Ignorance Is No Excuse

I went to a job today where a man had been seriously injured in a car crash.  He was trapped in the vehicle and his leg was partially crushed, preventing him from being easily removed.  We could tell he was bleeding and in a lot of pain and after the provision of some reassurance and some first-aid, officers gave way to the paramedics who turned up.

The fire brigade also emerged to start trying to extract him from the car.  As we started trying to piece together what had happened, I couldn’t help but notice that the victim was screaming in some distress.  The paramedic was talking to him and being very reassuring, but I noticed that she wasn’t administering any kind of pain relief to this man.

As the bloke was making a horrible noise, I felt it was appropriate to ask if she intended to give him something for the pain?  She opened up her kit bag and I couldn’t believe what I saw next:  she pulled out what seemed to be IV morphine and started explaining she was going to get a cannula into his arm to administer it.  I know that paramedics carry different kinds of pain medication and it seemed really obvious to me that she should have been giving him IV paracetamol – morphine can have various fatal side effects, can’t it?  So again, I felt I should say so.  What I didn’t know was the patient had already explained to her whilst I was busy with something else, that he was allergic to paracetamol and so to my utter amazement, she disregarded my advice and did her own thing!  Unbelievable – I’ve got a few friends who are paramedics.  I’ve even read some of their clinical guidelines and done a few lectures on mental health law on some of their university courses.

Of course the above three paragraphs are utter nonsense – I’m sure you worked that out prior to here!  Of course, I did not go to a road collision and tell a paramedic which drugs to administer to a patient in pain.  I wouldn’t dream of doing so, as I would predict being told where to stick my traffic ccone and it would be altogether quite ridiculous, woudn’t it?  I’m hoping you questioned it and wondered what the hell I thought I was doing!  I’m also trying to imagine the disciplinary hearing at the Health and Care Professions Council where the paramedic was facing gross misconduct charges after administering a drug they knew would be inappropriate which had caused serious damage to the patient and saying, “But a police officer at the scene said he thought IV paracetamol would be better!”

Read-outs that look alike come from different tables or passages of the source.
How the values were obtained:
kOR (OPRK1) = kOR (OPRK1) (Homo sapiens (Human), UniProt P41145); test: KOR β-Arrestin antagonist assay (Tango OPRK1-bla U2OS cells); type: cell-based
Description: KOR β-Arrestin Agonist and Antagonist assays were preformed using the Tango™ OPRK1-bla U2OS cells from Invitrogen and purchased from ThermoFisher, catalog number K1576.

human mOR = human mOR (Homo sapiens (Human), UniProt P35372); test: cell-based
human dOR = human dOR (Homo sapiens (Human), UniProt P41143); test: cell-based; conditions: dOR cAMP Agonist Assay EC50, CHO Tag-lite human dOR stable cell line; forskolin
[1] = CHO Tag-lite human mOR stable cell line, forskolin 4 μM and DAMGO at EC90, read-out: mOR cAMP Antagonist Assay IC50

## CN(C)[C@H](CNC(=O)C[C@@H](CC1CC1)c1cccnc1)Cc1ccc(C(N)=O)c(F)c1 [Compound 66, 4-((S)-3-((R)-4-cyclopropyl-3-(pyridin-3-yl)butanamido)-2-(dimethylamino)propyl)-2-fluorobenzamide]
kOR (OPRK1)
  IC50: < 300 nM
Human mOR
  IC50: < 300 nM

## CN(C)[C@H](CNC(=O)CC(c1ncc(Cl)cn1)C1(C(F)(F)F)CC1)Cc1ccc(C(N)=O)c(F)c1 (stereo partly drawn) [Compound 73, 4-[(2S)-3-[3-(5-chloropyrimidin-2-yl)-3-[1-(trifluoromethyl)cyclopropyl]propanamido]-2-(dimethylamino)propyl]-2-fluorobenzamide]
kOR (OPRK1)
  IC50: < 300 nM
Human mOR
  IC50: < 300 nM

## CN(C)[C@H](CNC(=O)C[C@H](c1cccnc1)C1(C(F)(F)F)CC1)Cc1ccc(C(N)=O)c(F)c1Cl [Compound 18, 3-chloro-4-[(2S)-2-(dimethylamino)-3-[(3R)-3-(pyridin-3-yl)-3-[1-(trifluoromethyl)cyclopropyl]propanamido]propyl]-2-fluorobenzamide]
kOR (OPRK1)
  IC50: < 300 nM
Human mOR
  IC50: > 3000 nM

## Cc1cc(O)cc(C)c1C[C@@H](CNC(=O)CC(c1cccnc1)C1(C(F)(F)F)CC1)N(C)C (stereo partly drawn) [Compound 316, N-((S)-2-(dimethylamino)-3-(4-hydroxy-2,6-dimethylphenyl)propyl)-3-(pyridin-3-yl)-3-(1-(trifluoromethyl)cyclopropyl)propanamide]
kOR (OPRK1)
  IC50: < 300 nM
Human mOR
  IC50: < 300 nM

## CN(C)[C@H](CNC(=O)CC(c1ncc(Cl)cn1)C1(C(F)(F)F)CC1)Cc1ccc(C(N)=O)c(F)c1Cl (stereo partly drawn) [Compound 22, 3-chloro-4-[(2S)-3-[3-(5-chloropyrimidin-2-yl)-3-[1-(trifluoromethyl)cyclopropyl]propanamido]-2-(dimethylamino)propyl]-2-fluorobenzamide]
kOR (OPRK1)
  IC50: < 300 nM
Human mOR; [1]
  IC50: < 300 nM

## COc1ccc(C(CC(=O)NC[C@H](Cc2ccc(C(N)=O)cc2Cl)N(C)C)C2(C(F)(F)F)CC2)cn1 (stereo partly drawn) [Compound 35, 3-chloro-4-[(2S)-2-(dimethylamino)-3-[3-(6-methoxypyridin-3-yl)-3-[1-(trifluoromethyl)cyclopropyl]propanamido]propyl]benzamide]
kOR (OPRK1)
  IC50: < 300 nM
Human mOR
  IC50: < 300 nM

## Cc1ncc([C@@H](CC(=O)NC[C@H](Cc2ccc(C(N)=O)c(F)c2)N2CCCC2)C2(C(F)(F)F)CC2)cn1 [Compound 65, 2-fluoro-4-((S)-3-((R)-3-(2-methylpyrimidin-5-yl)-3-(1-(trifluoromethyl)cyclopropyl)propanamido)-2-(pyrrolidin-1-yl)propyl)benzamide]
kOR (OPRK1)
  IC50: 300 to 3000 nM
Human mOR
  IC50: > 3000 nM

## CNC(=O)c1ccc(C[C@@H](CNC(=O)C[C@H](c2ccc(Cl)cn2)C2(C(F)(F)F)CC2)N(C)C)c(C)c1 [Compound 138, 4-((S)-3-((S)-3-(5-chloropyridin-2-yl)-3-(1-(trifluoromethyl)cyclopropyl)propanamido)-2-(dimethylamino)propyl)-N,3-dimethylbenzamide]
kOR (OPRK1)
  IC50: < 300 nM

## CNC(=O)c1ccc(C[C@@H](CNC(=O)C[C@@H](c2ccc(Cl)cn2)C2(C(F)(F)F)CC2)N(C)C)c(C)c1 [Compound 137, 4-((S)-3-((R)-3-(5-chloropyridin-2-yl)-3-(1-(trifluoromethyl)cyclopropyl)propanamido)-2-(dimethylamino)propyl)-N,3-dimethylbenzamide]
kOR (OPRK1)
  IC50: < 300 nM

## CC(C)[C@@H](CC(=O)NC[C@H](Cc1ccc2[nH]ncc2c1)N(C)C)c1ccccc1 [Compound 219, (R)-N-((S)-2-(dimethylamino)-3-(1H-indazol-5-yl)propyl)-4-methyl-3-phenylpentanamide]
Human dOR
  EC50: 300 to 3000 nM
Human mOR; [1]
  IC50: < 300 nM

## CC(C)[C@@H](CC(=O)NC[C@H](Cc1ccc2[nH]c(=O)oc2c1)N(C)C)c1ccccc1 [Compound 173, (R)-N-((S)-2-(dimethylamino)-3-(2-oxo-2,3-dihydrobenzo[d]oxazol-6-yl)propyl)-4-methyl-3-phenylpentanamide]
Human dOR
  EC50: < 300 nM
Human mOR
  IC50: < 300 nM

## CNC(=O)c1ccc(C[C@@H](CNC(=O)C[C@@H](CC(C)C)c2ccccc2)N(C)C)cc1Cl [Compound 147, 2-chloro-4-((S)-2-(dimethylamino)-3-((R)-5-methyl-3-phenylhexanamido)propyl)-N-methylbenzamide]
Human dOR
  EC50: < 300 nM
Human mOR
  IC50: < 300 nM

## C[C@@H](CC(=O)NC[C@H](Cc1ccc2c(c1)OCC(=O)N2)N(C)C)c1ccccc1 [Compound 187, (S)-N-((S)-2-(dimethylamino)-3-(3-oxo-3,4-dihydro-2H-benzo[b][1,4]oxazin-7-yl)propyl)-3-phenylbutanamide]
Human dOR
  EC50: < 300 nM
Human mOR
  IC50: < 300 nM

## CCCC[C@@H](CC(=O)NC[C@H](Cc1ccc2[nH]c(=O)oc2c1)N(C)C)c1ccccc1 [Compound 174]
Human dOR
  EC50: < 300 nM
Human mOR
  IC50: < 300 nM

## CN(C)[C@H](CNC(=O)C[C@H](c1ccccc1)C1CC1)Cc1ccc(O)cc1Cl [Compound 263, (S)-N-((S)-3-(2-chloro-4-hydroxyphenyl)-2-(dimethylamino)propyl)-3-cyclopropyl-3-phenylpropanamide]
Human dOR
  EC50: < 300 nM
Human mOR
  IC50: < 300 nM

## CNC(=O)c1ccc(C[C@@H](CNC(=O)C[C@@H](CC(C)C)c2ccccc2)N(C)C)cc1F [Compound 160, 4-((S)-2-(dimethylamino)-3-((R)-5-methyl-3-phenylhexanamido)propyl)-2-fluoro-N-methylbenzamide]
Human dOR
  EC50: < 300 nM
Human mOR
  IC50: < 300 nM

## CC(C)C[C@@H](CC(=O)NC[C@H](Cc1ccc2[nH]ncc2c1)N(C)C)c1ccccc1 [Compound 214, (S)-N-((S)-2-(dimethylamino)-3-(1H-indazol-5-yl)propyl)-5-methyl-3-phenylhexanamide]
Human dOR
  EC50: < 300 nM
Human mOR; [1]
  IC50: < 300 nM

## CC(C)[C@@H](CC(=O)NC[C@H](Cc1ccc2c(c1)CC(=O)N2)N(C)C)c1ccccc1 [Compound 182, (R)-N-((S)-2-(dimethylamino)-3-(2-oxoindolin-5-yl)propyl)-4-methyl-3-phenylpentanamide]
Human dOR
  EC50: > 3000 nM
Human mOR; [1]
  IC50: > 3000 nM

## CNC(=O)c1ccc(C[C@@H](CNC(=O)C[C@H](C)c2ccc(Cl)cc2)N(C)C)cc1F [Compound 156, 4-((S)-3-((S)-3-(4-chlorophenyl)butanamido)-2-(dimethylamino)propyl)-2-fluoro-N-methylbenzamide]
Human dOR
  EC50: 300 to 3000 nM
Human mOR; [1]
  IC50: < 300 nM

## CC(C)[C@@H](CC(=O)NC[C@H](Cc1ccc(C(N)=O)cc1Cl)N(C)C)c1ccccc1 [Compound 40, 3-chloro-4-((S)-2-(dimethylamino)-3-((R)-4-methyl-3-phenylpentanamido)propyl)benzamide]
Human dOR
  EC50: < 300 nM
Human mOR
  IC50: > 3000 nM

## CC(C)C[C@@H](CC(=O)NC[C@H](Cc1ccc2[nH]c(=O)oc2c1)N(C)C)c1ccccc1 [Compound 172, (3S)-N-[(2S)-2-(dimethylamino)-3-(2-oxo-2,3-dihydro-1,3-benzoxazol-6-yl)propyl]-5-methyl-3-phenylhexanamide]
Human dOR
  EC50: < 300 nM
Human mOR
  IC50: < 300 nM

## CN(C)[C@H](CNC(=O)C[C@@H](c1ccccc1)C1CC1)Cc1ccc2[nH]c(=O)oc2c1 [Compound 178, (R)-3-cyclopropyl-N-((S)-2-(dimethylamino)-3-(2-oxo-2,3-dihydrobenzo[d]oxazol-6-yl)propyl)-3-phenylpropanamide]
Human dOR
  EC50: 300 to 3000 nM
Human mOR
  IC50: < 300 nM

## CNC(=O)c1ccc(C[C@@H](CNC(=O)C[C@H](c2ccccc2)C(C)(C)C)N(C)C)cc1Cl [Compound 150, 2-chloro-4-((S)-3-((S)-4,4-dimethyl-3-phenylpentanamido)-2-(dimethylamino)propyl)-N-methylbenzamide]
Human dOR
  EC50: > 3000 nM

It wouldn’t get off the ground, would it?!


Guess what happened?  The complete reverse happened, some months ago now.  Police officers were called to a house by a man who had indicated he was intent on harming himself.  Upon arrival, the man answered the door by opening it slightly and appeared distressed.  When the door was fully open, he was holding a kitchen knife in the hallway of his house and pointing it at officers as he backed away, making threats to harm himself.  Officers entered the building and having used a taser to control the situation, detained the man in handcuffs to prevent a breach of the peace which they feared was imminent.